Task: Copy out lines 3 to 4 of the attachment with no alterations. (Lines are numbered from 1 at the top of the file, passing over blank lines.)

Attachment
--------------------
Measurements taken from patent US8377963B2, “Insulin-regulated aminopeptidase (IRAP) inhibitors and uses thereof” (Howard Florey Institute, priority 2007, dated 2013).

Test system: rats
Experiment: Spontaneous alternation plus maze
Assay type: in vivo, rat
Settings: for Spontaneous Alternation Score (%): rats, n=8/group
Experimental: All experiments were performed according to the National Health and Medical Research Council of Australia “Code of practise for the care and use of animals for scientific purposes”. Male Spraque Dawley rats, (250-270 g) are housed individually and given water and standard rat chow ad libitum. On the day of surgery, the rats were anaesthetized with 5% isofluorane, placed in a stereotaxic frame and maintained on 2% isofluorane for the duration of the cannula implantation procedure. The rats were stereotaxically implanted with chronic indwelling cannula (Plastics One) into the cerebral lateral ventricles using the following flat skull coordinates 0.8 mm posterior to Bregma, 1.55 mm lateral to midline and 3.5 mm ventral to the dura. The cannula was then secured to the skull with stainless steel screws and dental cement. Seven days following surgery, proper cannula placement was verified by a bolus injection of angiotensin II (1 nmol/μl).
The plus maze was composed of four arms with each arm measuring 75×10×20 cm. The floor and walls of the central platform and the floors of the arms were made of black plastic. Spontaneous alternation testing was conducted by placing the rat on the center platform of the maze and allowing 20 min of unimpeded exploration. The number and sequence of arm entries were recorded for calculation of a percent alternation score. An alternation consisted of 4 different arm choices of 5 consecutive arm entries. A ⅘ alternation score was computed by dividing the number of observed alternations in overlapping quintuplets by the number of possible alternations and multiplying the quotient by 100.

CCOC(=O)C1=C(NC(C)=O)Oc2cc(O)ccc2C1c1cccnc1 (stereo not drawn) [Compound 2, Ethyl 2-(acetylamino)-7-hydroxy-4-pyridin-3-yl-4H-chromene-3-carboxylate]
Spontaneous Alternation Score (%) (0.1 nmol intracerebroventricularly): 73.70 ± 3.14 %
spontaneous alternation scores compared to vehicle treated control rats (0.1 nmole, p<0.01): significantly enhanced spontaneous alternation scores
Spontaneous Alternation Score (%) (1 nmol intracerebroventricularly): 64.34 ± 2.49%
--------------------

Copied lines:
Experiment: Spontaneous alternation plus maze
Assay type: in vivo, rat